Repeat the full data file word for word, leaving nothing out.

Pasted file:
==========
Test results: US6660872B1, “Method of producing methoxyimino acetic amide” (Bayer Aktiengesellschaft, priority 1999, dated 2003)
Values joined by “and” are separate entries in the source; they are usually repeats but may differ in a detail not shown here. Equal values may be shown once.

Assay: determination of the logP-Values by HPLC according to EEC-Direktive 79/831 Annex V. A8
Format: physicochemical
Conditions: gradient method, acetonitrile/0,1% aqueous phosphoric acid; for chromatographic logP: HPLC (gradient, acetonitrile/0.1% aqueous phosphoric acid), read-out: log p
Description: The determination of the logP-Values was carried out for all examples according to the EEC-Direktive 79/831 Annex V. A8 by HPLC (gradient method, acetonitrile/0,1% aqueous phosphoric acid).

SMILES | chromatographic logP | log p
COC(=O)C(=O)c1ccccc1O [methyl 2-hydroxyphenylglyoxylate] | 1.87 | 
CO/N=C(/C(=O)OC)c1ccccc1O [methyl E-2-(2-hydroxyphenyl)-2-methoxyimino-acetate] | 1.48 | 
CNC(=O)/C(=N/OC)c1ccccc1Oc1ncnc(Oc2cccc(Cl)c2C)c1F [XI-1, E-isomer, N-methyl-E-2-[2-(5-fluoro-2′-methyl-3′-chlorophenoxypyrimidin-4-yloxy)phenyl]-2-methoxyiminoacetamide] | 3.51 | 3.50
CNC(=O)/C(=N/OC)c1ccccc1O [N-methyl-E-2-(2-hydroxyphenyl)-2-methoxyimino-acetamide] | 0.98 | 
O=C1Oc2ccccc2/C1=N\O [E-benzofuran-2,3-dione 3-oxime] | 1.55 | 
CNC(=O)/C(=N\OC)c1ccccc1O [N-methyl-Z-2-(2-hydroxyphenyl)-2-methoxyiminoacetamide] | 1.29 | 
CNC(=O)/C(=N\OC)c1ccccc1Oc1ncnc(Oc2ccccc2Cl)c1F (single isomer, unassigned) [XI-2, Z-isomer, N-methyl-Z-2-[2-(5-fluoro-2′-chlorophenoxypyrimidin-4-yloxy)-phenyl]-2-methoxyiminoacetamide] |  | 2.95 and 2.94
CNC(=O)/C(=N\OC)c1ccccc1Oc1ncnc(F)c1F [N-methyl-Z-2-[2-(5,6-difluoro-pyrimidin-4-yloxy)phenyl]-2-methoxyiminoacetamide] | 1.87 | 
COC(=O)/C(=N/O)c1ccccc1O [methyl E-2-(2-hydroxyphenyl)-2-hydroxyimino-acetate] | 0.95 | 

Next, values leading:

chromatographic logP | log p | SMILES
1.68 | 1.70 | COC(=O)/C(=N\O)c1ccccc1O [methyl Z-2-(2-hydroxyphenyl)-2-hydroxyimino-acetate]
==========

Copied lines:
Test results: US6660872B1, “Method of producing methoxyimino acetic amide” (Bayer Aktiengesellschaft, priority 1999, dated 2003)
Values joined by “and” are separate entries in the source; they are usually repeats but may differ in a detail not shown here. Equal values may be shown once.

Assay: determination of the logP-Values by HPLC according to EEC-Direktive 79/831 Annex V. A8
Format: physicochemical
Conditions: gradient method, acetonitrile/0,1% aqueous phosphoric acid; for chromatographic logP: HPLC (gradient, acetonitrile/0.1% aqueous phosphoric acid), read-out: log p
Description: The determination of the logP-Values was carried out for all examples according to the EEC-Direktive 79/831 Annex V. A8 by HPLC (gradient method, acetonitrile/0,1% aqueous phosphoric acid).

SMILES | chromatographic logP | log p
COC(=O)C(=O)c1ccccc1O [methyl 2-hydroxyphenylglyoxylate] | 1.87 | 
CO/N=C(/C(=O)OC)c1ccccc1O [methyl E-2-(2-hydroxyphenyl)-2-methoxyimino-acetate] | 1.48 | 
CNC(=O)/C(=N/OC)c1ccccc1Oc1ncnc(Oc2cccc(Cl)c2C)c1F [XI-1, E-isomer, N-methyl-E-2-[2-(5-fluoro-2′-methyl-3′-chlorophenoxypyrimidin-4-yloxy)phenyl]-2-methoxyiminoacetamide] | 3.51 | 3.50
CNC(=O)/C(=N/OC)c1ccccc1O [N-methyl-E-2-(2-hydroxyphenyl)-2-methoxyimino-acetamide] | 0.98 | 
O=C1Oc2ccccc2/C1=N\O [E-benzofuran-2,3-dione 3-oxime] | 1.55 | 
CNC(=O)/C(=N\OC)c1ccccc1O [N-methyl-Z-2-(2-hydroxyphenyl)-2-methoxyiminoacetamide] | 1.29 | 
CNC(=O)/C(=N\OC)c1ccccc1Oc1ncnc(Oc2ccccc2Cl)c1F (single isomer, unassigned) [XI-2, Z-isomer, N-methyl-Z-2-[2-(5-fluoro-2′-chlorophenoxypyrimidin-4-yloxy)-phenyl]-2-methoxyiminoacetamide] |  | 2.95 and 2.94
CNC(=O)/C(=N\OC)c1ccccc1Oc1ncnc(F)c1F [N-methyl-Z-2-[2-(5,6-difluoro-pyrimidin-4-yloxy)phenyl]-2-methoxyiminoacetamide] | 1.87 | 
COC(=O)/C(=N/O)c1ccccc1O [methyl E-2-(2-hydroxyphenyl)-2-hydroxyimino-acetate] | 0.95 | 

Next, values leading:

chromatographic logP | log p | SMILES
1.68 | 1.70 | COC(=O)/C(=N\O)c1ccccc1O [methyl Z-2-(2-hydroxyphenyl)-2-hydroxyimino-acetate]